Anger as ministers block science publishing shake-up

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A powerful committee of MPs will accuse the Government today of suppressing the views of its own advisers and "kowtowing" to the interests of the publishing industry by blocking a new system that would make the results of scientific research freely available.

A powerful committee of MPs will accuse the Government today of suppressing the views of its own advisers and "kowtowing" to the interests of the publishing industry by blocking a new system that would make the results of scientific research freely available.

In a highly unusual move, MPs on the House of Commons Science and Technology Select Committee allege that the Government interfered with the work of its own experts, who sit on an independent body called the Joint Information Systems Committee (JISC) and were initially positive about the new "open access" publishing model.

The Government's decision, also revealed today, not to intervene in the science publishing market will be a major boost to science publishers such as Reed Elsevier which sell subscriptions to their journals. The City had feared "open access" publishing would undermine the publishers' highly lucrative business model, which sees them charge for subscriptions to science journals. Reed's journals include The Lancet, a leading medical research periodical.

The MPs released their original report on the scientific publishing industry in July. That argued that the Government must "urgently" investigate the open access or "author-pays" system, in which the researcher meets the cost of publication. The publication is then made freely available to the scientific community and members of the public.

The Department of Trade and Industry, where Lord Sainsbury is science minister, co-ordinated the Government's reaction to the parliamentary committee's report. The MPs received the DTI paper at the end of last month but it is only being made public today, along with the committee's reaction to it. The MPs were stunned by the "obstructive response" of the Government to their report.

Ian Gibson, chairman of the committee, said he was "pretty angry" and vowed that "all hell will be let loose" when Parliament gets a chance to debate the matter. "This is a really serious political battle. It is between what's best for the [publishing] industry and what's best for the public," he said.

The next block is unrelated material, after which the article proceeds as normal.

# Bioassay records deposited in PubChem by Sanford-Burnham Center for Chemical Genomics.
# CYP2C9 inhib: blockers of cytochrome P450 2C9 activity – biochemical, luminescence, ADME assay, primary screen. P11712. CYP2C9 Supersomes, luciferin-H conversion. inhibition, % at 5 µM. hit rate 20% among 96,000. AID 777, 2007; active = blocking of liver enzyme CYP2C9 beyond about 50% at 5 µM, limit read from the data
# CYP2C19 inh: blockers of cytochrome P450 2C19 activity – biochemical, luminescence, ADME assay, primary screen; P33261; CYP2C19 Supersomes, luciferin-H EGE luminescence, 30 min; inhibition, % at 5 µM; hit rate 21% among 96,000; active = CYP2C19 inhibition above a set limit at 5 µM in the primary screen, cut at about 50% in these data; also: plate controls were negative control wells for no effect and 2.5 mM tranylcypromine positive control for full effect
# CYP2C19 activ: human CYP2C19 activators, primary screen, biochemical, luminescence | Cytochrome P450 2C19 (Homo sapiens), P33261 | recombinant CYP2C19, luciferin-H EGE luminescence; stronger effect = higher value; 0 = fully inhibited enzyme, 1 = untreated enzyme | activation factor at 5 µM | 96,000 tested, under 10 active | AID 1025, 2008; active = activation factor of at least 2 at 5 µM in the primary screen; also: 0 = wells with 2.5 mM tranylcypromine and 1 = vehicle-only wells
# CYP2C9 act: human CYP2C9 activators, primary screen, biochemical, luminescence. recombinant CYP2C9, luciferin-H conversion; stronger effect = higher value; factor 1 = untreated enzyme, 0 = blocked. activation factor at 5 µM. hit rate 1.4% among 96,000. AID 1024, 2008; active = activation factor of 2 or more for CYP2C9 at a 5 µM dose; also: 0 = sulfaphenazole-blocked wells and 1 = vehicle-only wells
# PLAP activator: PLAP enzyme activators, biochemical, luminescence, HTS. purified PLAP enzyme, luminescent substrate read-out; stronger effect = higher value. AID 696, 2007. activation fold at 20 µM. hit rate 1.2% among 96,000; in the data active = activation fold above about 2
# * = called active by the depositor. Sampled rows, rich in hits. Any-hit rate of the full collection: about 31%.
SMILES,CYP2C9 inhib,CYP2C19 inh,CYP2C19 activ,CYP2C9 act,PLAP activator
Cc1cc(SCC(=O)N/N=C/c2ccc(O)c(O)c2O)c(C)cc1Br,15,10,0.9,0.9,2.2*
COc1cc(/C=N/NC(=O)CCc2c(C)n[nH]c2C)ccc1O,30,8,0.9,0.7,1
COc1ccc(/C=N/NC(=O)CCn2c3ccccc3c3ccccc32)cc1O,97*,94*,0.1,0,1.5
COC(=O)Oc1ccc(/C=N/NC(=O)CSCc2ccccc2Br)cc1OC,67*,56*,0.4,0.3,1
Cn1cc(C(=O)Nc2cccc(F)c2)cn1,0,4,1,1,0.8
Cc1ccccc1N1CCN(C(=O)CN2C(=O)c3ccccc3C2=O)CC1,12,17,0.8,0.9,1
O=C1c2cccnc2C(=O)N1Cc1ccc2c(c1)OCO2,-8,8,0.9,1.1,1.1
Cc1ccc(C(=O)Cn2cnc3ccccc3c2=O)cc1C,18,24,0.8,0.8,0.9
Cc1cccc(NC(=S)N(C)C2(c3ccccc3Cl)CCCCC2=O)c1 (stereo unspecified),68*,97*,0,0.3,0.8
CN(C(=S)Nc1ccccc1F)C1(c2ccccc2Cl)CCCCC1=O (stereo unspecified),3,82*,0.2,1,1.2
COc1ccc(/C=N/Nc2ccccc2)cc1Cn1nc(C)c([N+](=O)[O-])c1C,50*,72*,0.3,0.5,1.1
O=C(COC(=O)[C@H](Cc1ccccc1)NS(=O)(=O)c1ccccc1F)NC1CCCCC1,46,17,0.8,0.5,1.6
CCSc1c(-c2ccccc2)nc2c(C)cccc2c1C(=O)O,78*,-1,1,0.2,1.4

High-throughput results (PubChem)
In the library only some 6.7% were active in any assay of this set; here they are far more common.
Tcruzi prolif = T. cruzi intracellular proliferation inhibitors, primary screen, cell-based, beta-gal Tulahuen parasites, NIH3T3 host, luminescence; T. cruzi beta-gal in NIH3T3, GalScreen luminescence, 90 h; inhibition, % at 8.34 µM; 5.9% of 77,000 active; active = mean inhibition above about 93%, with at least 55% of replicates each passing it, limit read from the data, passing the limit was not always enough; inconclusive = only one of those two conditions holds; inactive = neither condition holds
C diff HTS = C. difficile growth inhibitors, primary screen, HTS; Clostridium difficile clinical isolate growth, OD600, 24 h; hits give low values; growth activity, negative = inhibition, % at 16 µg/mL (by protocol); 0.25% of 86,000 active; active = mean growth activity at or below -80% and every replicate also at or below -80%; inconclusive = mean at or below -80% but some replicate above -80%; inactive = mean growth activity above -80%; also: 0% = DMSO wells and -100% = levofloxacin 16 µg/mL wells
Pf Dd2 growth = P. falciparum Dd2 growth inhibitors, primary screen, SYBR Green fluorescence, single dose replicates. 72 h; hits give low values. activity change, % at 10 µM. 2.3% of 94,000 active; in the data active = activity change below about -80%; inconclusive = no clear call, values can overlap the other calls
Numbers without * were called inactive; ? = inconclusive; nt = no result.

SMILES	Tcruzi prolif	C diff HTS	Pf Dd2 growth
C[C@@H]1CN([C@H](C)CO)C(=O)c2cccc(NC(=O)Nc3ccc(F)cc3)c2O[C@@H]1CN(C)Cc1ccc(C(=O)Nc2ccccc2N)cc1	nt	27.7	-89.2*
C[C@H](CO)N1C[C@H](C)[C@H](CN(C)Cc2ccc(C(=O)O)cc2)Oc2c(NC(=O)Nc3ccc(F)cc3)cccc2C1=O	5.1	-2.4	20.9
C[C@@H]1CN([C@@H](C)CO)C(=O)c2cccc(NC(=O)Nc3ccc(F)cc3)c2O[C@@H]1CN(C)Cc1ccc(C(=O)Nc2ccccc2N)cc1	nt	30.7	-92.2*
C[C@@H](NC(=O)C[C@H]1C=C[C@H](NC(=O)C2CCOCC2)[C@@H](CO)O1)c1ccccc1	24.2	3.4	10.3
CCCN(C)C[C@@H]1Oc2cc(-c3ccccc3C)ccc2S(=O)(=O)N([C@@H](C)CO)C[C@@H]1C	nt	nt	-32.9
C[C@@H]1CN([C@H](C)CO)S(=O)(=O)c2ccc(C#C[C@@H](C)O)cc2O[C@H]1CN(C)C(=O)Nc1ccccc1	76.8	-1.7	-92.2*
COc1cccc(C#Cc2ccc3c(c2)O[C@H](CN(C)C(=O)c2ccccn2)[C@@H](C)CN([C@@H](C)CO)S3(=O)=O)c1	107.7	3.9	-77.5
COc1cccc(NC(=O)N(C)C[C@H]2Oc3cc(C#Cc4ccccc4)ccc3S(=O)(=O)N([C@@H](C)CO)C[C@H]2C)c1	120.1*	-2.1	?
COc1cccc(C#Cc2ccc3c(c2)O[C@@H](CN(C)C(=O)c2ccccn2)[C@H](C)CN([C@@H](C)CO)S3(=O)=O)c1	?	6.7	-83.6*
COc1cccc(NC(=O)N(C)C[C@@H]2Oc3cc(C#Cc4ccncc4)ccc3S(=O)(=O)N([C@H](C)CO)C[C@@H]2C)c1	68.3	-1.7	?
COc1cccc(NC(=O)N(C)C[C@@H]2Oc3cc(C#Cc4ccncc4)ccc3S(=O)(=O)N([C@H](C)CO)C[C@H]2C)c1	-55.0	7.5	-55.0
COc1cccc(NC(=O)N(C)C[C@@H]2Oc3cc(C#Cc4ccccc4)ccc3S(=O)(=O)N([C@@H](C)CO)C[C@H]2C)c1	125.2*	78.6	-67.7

Dr Gibson, the Labour MP for Norwich North, said: "The independent body [the JISC] said it looked very good but they've obviously been sat on by the DTI." He insisted that the JISC's original evidence to the committee, which was given in confidence, was supportive of the "author pays" system but this was later "watered down following negotiations with the DTI". He said it was the JISC's original views that had been influential with the MPs' committee which went on, in July, to conclude in their report that "we strongly support further experimentation with the author-pays publishing model".

It emerged yesterday that the DTI reaction to the MPs' report was to adopt an apparently neutral position which did not provide any backing for the new system.

The DTI told the science committee: "In a market in which different organisations are competing to provide services to the academic community, the Government does not think it should intervene to support one model or another. The Government is also not convinced that the 'author-pays' model is inherently superior to the current model.

"Consequently, the Government's approach is to facilitate a level playing field so the market can develop without any institutional barriers being put in the way of any particular publishing model."

Dr Gibson said the Government had been swayed by the publishing industry's lobbyists who argued that Britain's leading position in the sector, and the tax revenues collected from publishing houses, would be threatened by the new system. He described the prices charged for journal subscriptions as "astronomical".

Dr Gibson said: "The Government is just supporting the industry. There is a collusion going on somewhere which is unhealthy. The publishers are very successful. They make money at the expense of public organisations such as libraries."

Dr Gibson added: "The DTI is apparently more interested in kowtowing to the powerful publishing lobby than it is in looking after the best interests of British science. This isn't evidence-based policy, it's policy-based evidence."

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